Innate Immunity

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  1. properdin
    stabilizes alternative C3 convertase allowing for more C3b to be deposited on the pathogen surface
  2. Factor H
    Factor I
    Factor H binds to C3b. This allows for Factor I to bind. I inactivates C3b converting it to iC3b. 
  3. Decay accelerating factor (DAF)
    Binds to the C3b component of the alternative convertase, causing its dissociation and inactivation. 
  4. Membrane co-factor protein (MCP)
    Same function as DAF, but in addition, factor I can bind and inactivate C3b to iC3b. 
  5. C3 convertase
    • structure: Bb-C3 in the plasma
    • function: cleaves C3 depositing C3b on the pathogen surface
  6. alternative C3 convertase
    • structure: Bb-C3b on the pathogen surface
    • function: cleaves C3 depositing C3b on the pathogen surface.
  7. Complement Receptor 1 (CR1)
    • CR1 binds to C3b allowing for opsonization of bacteria
    • On your own cells, it disrupts C3 convertase activity by making it susceptible to Factor I. 
  8. alternative C5 convertase
    • structure: 2 molecules of C3b and 1 molecule of Bb
    • function: cleaves C5 to C5b and C5a
  9. Membrane Attack Complex
    • structure: C5b, followed by binding of C6, C7, C8. C9 is polymerized forming a pore. 
    • function: kills pathogen by allowing water to flow in. 
  10. CD59
    On human cells, CD59 binds to the C5b678 complex and prevents the binding of C9 to form the pore. 
  11. Homologous Restriction Factor
    same function as CD59
  12. S protein
    prevents soluble C5b-6-7 from binding on human cell membranes
  13. clusterin
    prevents soluble C5b-6-7 from binding on human cell membranes
  14. Factor J
    prevents soluble C5b-6-7 from binding on human cell membranes
  15. a2-macroglobulin
    • a protease inhibitor (proteases are produced de novo by bacterium for the purpose of spreading infection)
    • mechanism: protease cleaves the bait region of the a2-macroglobulin, which is then enshrouded by it.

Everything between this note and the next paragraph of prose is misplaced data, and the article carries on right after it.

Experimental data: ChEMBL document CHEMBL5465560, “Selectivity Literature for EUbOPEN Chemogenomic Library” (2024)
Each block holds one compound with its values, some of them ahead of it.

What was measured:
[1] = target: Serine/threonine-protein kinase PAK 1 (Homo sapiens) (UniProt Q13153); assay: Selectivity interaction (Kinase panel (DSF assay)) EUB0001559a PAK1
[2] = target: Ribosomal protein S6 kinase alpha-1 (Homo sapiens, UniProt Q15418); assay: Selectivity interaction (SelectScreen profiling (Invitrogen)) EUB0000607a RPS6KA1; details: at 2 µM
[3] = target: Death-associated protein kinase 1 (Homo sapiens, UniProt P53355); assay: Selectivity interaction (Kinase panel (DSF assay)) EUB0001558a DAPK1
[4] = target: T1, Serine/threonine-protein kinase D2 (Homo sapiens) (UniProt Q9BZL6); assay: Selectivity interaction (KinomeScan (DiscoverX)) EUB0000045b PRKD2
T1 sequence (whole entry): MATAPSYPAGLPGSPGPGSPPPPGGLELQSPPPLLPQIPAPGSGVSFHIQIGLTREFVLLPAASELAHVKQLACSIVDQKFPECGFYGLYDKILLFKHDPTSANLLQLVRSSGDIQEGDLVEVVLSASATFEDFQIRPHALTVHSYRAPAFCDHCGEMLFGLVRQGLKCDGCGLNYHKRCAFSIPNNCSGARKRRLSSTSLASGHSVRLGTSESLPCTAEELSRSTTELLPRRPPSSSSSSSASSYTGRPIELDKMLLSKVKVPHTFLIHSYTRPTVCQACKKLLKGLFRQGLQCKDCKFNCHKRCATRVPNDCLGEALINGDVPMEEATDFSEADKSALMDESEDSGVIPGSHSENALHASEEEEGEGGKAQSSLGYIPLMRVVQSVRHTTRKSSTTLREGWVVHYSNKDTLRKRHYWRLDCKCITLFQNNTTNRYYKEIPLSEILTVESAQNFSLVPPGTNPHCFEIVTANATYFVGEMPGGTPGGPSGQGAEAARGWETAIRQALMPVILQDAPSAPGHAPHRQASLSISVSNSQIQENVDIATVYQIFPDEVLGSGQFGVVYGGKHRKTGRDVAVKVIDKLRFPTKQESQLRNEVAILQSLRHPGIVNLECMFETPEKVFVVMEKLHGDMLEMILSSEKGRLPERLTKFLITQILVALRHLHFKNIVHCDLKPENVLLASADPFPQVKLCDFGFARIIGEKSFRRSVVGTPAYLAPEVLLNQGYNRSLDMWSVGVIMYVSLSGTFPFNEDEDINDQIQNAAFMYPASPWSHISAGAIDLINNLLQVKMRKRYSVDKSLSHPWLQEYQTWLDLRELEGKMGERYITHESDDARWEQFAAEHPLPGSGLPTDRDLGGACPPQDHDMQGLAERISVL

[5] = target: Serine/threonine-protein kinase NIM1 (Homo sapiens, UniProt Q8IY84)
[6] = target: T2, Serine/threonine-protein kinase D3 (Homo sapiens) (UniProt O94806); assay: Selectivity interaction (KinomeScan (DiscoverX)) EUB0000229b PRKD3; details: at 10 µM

16. What are the ligands that the following Toll-like receptors bind to (plus where are they located):
    TLR1:TLR2 heterodimer
    TLR2:TLR6 heterodimer
    TLR4:TLR4 homodimer
    • TLR1/TLR2 heterodimer: lipopeptides 
    • TLR2/TLR6 heterodimer: lipoteichoic acid (found in gram positive bacteria)
    • TLR3: double stranded viral RNA
    • TLR4/TLR4 homodimer: lipopolysaccharide (found in gram negative bacteria)
    • TLR5: Flagellin
    • TLR7: single stranded viral RNA
    • TLR8: single stranded viral RNA
    • TLR9: unmethylated CpG-rich DNA
    • TLR10: ??

    • TLR 3, 7, 8, 9 are found on endosomes
    • the rest are found on plasma membranes.
  17. Describe the TLR4/TLR4 pathway:
    • - bacterial LPS is recognized by a complex of TLR4MD2, and CD14
    • - MyD88 binds to TLR4 and initiates a signaling cascade (if TRIF binds, then antiviral type I interferons are produced)
    • - NFkB release, which activates transcription of inflammatory cytokines.
  18. X-linked ectodermal dysplasia and immunodeficiency
    dysfunctional NFkB activation
  19. Paraoxysmal nocturnal hemoglobinuria
    impaired synthesis of HRF, CD59, DAF
  20. Hereditary angioneurotic edema (HANE)
    impaired synthesis of C1 inhibitor
  21. What binds to cause the "rolling effect" for neutrophils?
    selectins (on endothelial cells) binds to s-Lex (on neutrophil)
  22. CD31
    channel in the endothelial cell which allows the neutrophil to move into the site of infection. 
  23. Describe the Lectin Pathway
    • On sensing bacteria, macrophages release IL-6, which causes the release of acute phase proteins (C-reactive protein, and mannose binding lectin) in the liver. 
    • Mannose Binding lectin froms a complex with MASP-1 and MASP2, which binds son the pathogen surface
    • MASP-2 cleaves C4 --> C4b which binds on the pathogen surface
    • MASP-2 cleaves C2 --> C2a, which binds to C4b, forming the classical C3 convertase
    • Now C3 can be cleaved to C3b and be bound on the pathogen surface
  24. Describe the Classical Pathway
    • C1 binds to C-reactive protein
    • this complex can cleave C4 --> C4b and C2--> C2a, thus forming the classical C3 convertase
  25. C1 inhibitory protein (C1INH)
    • disables C1r (remember C1 binds to C-reactive protein as C1q, C1r, C1s). 
    • mechanism: C1r cleaves C1INH forming a covalently bonded intermediate, which is stable
  26. Type I interferon
    activates natural killer cells
  27. NKG2D
    • activating cell surface receptor on natural killer cell that binds to MIC-A and MIC-B of virus infected cells. 
    • Binding causes the NK cell to attack the virus infected cell by releasing lytic granules. 
  28. MIC-A and MIC-B
    • ligand expressed on the surface of virus infected cells. 
    • Binding with NKG2d of the NK cell, causes it to attack the virus infected cell by releasing lytic granules
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Innate Immunity
2012-08-27 05:51:12
Innate Immunity

Innate Immunity terms
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